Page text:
A lovely cover, a beautiful video, gorgeous sounds and a worthy vision add up to a victory for David Mackey (Navigator), which means a victory for the kingdom of God he serves. Few composers operate in the field of Christian ambient/post-rock (Foxhole, Glass America and Saxon Shore being noteworthy examples), perhaps due to the perceived notion that the words are more important than the music. But for many, a lack of words means a lack of distraction. The spirit, when freed from narration, can be tugged by a wayward melody, a lulling interlude or a crescendo. And while Navigator steers away from the loud and overt, his sounds are conducive to calm reflection, the sort of reflection that can lead to a contrite spirit and a clean heart: renew a right spirit within me.
During this year’s San Diego Independence Day celebrations, a fireworks display went frighteningly awry; the entire show supply was launched in 15 seconds. Splay and boom filled the skies, only to be replaced by the sound of crying children and beeping alarms. The video for “Drawing Mountains” (seen below) is the opposite: fireworks slowed, re-scored, expanded. The music is similarly languid, blooming in the final fifty seconds. It’s as if Mackey is saying, take time to be holy; the world rushes in; but in this case, a chord is worth a thousand words. Throughout the brief recording (7 tracks in exactly 24 minutes), a feeling of serenity settles in, more suggestive of bowed heads than of lifted hands, but no less divine. Would the listener still feel this way if not prompted by Mackey’s faith statement? Perhaps not. But one might still feel calm, centered, re-arranged. With track titles such as “An Empty, Blank Field”, “Perspective” and “Adrift”, the EP seems to be suggesting that a void exists somewhere, yearning to be filled. The strummed guitar and light drone may offer consolation or challenge, but they certainly do not abrade.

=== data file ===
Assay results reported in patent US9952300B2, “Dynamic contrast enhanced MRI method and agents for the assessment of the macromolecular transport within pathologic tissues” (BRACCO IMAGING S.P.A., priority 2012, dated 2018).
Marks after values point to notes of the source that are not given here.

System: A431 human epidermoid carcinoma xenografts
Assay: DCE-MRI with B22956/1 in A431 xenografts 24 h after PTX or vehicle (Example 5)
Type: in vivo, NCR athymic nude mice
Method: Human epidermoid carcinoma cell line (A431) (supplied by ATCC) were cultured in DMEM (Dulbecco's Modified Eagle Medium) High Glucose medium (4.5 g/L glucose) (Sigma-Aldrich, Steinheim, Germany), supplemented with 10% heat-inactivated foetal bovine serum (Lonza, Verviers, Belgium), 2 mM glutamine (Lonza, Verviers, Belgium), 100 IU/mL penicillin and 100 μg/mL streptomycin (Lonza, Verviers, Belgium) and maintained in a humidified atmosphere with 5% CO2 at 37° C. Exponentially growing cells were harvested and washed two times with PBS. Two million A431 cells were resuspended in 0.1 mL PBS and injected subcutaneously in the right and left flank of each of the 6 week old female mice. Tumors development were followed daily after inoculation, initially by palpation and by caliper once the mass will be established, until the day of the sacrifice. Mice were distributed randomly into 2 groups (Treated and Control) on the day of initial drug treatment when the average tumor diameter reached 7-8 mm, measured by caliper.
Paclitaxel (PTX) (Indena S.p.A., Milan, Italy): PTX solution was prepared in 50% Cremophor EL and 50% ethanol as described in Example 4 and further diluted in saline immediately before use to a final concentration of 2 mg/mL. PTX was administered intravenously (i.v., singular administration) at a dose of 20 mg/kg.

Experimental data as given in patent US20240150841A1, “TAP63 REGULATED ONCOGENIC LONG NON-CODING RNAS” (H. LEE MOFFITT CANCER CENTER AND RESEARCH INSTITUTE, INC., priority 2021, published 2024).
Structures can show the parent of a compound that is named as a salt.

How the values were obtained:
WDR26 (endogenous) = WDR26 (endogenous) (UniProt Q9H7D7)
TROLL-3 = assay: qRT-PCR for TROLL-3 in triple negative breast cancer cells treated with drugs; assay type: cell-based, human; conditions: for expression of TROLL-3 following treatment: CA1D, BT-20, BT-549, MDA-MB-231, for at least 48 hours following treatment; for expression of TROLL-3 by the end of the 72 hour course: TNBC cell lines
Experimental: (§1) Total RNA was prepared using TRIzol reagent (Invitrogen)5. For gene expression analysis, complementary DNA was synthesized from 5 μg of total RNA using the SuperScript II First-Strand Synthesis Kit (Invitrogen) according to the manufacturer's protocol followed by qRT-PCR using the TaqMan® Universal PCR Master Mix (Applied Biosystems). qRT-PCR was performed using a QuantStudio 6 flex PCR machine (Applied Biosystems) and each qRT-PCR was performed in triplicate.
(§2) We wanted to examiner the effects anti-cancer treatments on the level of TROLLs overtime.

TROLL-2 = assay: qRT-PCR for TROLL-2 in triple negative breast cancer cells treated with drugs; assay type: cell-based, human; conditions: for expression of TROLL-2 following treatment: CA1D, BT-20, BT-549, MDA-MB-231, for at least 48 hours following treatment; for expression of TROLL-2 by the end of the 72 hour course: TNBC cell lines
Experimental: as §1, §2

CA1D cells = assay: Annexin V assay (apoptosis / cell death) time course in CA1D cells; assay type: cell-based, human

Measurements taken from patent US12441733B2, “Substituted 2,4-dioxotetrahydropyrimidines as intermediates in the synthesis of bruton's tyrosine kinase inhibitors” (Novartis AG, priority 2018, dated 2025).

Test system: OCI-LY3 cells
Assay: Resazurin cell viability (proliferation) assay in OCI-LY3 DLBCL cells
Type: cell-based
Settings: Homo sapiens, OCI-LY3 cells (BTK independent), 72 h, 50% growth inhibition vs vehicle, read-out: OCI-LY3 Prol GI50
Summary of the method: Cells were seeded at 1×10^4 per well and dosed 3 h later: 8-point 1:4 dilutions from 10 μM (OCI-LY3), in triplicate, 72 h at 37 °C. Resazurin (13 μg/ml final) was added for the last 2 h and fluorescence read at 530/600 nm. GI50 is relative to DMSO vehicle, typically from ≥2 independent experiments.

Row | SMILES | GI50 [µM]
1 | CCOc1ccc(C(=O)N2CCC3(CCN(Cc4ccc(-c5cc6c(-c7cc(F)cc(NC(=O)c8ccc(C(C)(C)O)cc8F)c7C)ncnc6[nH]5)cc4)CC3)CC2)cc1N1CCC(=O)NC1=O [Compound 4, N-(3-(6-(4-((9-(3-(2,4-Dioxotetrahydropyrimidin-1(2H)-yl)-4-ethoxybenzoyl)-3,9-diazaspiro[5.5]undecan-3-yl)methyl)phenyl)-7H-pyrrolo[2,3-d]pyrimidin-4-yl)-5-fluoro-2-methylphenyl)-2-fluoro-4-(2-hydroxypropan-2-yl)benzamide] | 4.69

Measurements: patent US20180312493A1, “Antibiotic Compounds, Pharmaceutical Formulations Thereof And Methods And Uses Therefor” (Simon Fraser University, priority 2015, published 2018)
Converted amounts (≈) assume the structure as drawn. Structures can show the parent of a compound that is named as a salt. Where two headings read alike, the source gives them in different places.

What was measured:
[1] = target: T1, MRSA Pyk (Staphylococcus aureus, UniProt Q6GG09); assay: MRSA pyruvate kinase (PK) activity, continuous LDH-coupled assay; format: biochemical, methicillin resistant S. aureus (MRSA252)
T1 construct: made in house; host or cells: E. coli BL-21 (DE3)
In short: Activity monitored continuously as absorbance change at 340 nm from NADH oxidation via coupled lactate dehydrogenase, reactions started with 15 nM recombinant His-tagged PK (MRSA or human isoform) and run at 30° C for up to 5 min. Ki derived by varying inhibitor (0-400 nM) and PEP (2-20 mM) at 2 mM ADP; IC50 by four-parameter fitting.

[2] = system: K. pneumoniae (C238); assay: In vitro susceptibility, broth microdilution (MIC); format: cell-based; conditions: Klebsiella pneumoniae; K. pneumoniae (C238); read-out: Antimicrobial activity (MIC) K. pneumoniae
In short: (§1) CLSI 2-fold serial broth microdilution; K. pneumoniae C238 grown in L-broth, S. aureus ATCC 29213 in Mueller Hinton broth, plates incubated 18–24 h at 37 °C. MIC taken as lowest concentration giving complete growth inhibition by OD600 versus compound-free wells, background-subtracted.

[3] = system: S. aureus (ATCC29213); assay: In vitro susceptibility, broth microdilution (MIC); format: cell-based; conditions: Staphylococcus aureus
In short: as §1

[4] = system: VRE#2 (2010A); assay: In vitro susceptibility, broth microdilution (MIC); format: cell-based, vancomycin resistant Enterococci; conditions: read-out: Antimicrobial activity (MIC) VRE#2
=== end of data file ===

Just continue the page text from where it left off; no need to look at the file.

The Christian church is used to instrumental music being used in worship: preludes, postludes and offertories tend to be instrumental affairs, although more often than not they are classically based. As contemporary worship continues to energize churches with new hymns, there’s an opportunity for instrumental-based Christian performers to step into a new role as well. Mackey seems perfectly equipped for this shift, and we hope that others will follow his example. (Richard Allen)